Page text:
Mao was partly right. Of all the people located by the Tsous, only Chen Agen came directly from China. There was a reason for this: he was fleeing the Kuomintang (Chinese Nationalist Party), which wanted to question him for creating a union. On the ship headed for Europe, a Vietnamese cook spoke so earnestly about the noble anti-Fascist fight going on in Spain that the idealistic Chen sailed on to Galicia, then traveled to Asturias. He was made prisoner in 1937, did jail time and endured forced labor, and did not recover his freedom until 1942, when his trail goes cold in Madrid.

Only two Chinese nationals were in Spain when war broke out. One, Zhang Zhangguan, had been a traveling salesman there since 1926. The other one, Zhang Shusheng, spoke fluent Spanish and was thus sent to a fully Spanish army unit, the 195th Brigade of the 50th division. The others trickled in from the United States and Europe, especially France. They were huagong, unskilled workers who had been recruited by Western powers in China to come and work after World War I. Most were Communist party members, like many of the nearly 35,000 individuals from 53 countries who made up the International Brigades, born out of a political decision by the USSR and the Communist International.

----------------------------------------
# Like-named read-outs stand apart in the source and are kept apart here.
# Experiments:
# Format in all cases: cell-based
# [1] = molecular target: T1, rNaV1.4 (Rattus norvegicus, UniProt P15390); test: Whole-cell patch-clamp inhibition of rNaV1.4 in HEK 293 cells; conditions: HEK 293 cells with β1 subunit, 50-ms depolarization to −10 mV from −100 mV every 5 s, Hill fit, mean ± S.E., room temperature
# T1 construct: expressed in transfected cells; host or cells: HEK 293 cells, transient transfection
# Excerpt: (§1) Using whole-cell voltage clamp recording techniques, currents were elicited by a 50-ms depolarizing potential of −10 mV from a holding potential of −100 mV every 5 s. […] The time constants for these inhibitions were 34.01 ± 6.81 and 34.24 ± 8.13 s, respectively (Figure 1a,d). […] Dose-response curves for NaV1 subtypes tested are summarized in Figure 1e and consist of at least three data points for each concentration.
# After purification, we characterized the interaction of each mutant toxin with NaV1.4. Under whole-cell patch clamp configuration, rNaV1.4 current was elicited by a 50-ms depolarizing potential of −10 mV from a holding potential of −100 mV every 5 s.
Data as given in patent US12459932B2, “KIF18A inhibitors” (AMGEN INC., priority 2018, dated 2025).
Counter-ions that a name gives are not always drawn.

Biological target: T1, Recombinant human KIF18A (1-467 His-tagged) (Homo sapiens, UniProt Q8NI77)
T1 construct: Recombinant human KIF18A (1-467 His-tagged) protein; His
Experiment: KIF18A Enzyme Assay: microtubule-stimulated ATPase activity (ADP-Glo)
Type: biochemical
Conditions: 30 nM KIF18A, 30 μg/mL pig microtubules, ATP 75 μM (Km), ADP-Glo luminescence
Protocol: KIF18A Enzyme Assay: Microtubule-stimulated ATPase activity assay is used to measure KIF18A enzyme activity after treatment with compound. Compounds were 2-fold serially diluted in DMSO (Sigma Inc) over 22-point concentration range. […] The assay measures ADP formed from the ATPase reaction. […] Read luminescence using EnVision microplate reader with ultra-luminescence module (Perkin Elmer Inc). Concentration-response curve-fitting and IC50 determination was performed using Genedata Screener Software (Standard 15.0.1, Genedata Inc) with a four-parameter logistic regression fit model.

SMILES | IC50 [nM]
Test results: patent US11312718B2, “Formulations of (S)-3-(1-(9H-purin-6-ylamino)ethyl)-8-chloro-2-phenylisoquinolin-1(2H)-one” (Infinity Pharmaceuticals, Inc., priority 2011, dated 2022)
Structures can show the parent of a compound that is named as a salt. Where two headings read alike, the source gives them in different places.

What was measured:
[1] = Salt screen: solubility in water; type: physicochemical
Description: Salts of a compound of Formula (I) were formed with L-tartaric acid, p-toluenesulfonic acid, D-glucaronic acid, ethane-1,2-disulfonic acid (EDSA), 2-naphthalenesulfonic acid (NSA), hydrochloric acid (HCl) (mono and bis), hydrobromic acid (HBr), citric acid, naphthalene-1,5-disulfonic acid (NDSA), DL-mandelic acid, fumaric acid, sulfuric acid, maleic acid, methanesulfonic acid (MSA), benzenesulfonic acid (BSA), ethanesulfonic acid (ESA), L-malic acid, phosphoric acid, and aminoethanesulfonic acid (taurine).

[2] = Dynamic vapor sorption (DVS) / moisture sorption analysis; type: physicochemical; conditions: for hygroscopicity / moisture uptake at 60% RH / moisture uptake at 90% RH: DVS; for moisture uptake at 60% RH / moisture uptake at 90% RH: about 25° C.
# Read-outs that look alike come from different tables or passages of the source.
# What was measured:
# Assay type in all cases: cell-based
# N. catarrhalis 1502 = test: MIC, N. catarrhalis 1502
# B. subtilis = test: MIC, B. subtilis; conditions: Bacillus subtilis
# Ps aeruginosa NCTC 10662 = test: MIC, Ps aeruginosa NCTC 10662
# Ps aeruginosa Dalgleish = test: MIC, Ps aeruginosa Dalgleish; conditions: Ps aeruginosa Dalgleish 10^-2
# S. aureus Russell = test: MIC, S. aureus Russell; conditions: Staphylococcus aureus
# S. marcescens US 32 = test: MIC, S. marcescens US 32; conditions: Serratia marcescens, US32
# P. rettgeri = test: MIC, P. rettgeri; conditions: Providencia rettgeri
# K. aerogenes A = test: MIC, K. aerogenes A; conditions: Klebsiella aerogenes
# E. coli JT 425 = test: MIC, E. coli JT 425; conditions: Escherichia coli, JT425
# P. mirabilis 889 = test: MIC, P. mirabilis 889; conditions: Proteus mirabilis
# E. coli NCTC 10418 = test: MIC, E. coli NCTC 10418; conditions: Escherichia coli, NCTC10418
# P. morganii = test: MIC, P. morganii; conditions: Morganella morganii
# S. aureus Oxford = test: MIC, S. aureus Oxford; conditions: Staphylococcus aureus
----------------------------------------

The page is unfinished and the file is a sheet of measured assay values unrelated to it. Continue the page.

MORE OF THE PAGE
The quiet, mysterious Bi Daowen was another example of Asian support for anti-Fascism. An Indonesian doctor born to Chinese parents who kept in touch with Indonesian pro-independence groups back in the Netherlands, where he studied, Bi Daowen arrived in Spain in September 1937, sent by the Communist International, where he worked as a liaison until the 1960s. He came and went and was spotted in China, Russia, Czechoslovakia and his native Indonesia.

Further evidence of their strong personal convictions was these Chinese citizens' decision to fight in Spain and not in their own country, which was being invaded by the Japanese. "They identified the Fascist aggression in Spain with the one against China; besides, this way their families were closer," sums up Laureano Ramírez, a professor at Barcelona's Autónoma University who translated part of the book and helped find a publisher.

They pledged to go and fight back home when they were done in Spain. But the Chinese Communist Party had other ideas, considering the propaganda value of their presence in the Spanish conflict.

They identified the Fascist aggression in Spain with the Japanese invasion"